October 15, 2020
Alzheimer’s patients fear losing their independence almost as much as they dread the loss of their cognitive abilities. But a new community in France has been designed to liberate these patients from traditional memory care units—and allow them to have freedom of choice and freedom of movement each day, the Good News Network reports.
Indeed, in southwestern France near the city of Dax, a community has been createdto fulfill the specific needs of its 105 residents—all of whom suffer from Alzheimer’s in varying stages. Built in the same spirit as De Hogeweyk, a purpose-built village for dementia patients in the Netherlands, it’s the first such facility in France.
In addition to nursing facilities, the Landais campus includes a grocery store, hair salon, cafeteria, library, and music room. Residents are given as much freedom as their conditions allow, and treated to numerous entertainments.
According to the Good News Network, they also are encouraged to participate in daily activities that can include shopping, cooking, and regular hairstyling appointments—because experts believe that sticking to a familiar routine may actually hinder the advance of the disease’s worst symptoms.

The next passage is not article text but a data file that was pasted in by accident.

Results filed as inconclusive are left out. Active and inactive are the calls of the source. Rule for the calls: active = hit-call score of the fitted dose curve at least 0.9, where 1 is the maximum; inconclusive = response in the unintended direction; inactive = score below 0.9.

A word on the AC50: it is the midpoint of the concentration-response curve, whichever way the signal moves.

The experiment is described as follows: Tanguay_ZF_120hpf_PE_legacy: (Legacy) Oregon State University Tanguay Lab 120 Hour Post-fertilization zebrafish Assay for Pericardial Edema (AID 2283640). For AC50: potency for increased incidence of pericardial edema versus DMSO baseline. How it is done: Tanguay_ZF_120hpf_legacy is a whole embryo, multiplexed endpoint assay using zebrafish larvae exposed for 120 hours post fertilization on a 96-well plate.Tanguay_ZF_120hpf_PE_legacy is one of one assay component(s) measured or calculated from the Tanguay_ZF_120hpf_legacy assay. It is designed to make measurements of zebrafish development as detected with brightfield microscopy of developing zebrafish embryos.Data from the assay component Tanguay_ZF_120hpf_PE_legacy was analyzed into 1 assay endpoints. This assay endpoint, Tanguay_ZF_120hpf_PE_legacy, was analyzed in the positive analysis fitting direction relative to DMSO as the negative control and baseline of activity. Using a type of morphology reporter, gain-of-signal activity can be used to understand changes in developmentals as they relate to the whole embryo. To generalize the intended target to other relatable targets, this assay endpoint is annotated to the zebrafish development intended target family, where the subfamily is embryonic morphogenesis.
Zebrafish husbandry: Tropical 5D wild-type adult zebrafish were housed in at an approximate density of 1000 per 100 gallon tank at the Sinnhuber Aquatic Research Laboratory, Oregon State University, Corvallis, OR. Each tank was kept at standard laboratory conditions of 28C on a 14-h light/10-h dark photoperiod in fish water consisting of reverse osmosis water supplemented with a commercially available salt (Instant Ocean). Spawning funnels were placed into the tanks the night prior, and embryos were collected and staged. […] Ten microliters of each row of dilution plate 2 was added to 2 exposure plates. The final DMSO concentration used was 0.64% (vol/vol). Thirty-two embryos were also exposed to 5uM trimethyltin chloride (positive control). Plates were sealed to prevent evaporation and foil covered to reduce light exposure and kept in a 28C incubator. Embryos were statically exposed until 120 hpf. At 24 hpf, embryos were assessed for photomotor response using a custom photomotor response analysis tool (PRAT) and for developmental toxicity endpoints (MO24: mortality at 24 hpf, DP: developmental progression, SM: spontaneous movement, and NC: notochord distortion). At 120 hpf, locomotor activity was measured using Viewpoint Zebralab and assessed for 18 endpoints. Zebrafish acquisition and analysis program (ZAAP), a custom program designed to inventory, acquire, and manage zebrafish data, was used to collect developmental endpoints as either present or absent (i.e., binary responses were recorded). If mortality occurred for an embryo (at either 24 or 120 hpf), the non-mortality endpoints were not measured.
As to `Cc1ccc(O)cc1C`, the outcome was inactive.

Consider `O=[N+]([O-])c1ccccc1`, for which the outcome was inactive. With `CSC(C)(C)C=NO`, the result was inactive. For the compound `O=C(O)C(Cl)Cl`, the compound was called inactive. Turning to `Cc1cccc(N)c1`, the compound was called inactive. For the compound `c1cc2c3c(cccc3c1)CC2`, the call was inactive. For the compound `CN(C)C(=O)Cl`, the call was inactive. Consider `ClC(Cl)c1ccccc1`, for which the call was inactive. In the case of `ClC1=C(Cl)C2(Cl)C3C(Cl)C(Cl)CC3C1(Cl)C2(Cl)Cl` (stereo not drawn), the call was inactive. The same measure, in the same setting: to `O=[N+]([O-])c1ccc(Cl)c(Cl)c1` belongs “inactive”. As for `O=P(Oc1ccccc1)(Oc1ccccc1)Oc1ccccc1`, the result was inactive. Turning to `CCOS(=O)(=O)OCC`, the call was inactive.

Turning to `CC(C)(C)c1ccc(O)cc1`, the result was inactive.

“It’s like being at home,” 82-year-old Madeleine Elissalde, one of the village’s first residents, told Reuters. “We’re well looked after.”
The program costs in the neighborhood of 6.7 million euros (US$7.8 million) to run each year. Residents and their families kick in about 24,000 euros (US$28,000) in annual fees, but more than half the total expense is subsidized by government authorities.
Expensive? Perhaps, but researchers at France’s National Institute of Health and Medical Research say that seeing how such model conditions impact the progression of dementia may ultimately hep them gain insights for future treatment standards.
In the meantime, residents of villages in France, the Netherlands, and another prototype community in Canada are able to live out the remainder of their years with not only a measure of self-esteem, dignity, and sense of purpose but some true “liberté, égalité, et fraternité” as well.
Research contact: @goodnewsnetwork